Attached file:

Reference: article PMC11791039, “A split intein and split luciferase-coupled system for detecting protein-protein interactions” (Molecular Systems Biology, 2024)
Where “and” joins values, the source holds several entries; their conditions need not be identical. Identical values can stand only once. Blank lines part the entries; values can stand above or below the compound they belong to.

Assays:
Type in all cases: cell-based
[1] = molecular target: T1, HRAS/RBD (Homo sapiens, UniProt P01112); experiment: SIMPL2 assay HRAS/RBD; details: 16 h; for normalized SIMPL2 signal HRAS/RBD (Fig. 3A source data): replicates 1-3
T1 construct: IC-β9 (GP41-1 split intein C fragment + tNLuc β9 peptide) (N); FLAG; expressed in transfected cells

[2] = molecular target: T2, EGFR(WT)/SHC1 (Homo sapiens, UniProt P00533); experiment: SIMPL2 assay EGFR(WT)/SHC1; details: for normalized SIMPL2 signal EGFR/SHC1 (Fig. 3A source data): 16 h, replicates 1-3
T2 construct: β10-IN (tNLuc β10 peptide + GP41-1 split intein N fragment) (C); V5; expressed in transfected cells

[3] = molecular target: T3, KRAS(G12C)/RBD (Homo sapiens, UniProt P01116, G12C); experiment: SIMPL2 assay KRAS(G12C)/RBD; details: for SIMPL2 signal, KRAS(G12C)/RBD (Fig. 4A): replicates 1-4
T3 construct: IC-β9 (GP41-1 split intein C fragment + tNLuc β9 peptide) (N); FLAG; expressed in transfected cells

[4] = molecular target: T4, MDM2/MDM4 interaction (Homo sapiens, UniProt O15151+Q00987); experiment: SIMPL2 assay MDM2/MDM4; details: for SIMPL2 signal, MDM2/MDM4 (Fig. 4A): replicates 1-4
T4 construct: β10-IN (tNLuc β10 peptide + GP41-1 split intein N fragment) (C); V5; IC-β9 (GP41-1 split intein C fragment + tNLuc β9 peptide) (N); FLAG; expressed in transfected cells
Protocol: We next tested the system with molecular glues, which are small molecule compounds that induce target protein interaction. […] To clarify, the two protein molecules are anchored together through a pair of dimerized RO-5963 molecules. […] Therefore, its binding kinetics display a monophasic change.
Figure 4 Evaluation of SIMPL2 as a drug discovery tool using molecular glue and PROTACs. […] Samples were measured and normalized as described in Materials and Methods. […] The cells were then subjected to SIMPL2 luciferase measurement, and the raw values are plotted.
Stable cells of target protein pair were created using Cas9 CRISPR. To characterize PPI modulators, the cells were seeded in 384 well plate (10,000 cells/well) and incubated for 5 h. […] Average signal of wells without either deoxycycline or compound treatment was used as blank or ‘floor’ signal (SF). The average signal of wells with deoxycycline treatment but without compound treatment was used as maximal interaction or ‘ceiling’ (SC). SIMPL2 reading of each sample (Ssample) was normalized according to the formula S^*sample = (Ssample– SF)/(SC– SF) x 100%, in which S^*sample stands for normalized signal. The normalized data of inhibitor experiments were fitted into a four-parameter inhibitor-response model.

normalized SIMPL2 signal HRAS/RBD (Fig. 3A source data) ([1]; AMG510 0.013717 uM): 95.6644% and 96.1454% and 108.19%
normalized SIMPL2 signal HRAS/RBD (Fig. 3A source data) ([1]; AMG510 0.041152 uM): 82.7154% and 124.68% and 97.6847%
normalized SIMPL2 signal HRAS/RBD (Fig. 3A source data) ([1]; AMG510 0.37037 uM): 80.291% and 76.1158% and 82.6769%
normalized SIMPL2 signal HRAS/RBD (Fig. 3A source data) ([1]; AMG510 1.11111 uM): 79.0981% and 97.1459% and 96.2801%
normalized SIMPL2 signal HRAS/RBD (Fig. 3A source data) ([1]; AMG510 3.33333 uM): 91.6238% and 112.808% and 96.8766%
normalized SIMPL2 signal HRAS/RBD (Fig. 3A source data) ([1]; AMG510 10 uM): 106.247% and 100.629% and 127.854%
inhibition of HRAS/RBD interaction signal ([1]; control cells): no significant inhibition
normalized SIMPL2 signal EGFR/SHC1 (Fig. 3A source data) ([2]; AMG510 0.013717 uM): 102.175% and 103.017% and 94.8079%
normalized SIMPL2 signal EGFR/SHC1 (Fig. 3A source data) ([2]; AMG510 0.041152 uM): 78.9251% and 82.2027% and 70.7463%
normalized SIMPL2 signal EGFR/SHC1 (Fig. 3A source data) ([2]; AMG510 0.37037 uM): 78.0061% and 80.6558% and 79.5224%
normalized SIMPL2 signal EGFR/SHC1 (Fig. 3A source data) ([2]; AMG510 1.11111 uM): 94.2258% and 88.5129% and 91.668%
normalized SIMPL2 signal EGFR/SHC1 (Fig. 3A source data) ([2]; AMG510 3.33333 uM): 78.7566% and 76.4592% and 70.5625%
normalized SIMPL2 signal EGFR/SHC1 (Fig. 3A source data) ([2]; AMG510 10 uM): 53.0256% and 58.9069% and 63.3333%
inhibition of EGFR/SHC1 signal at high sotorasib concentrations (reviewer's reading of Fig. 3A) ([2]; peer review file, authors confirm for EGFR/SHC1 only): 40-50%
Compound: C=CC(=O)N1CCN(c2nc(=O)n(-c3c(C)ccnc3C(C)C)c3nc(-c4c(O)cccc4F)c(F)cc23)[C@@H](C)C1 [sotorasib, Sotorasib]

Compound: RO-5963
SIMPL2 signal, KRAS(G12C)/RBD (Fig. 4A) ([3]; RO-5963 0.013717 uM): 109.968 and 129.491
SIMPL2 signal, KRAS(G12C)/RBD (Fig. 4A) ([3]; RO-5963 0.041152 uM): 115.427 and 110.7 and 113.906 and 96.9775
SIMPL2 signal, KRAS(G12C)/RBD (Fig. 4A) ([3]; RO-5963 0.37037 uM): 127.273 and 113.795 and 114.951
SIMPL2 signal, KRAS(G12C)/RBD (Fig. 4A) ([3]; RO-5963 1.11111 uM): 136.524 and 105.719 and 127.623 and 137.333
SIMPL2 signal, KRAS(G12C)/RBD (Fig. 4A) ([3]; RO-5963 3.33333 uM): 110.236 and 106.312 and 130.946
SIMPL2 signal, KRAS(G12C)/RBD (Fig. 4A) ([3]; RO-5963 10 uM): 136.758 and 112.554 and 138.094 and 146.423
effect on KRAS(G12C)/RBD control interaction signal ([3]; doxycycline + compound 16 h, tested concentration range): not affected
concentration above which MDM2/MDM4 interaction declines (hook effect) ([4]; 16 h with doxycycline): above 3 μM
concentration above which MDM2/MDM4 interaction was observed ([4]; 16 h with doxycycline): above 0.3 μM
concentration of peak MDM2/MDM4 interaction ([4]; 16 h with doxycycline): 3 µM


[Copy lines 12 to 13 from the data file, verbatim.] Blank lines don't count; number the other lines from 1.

T4 construct: β10-IN (tNLuc β10 peptide + GP41-1 split intein N fragment) (C); V5; IC-β9 (GP41-1 split intein C fragment + tNLuc β9 peptide) (N); FLAG; expressed in transfected cells
Protocol: We next tested the system with molecular glues, which are small molecule compounds that induce target protein interaction. […] To clarify, the two protein molecules are anchored together through a pair of dimerized RO-5963 molecules. […] Therefore, its binding kinetics display a monophasic change.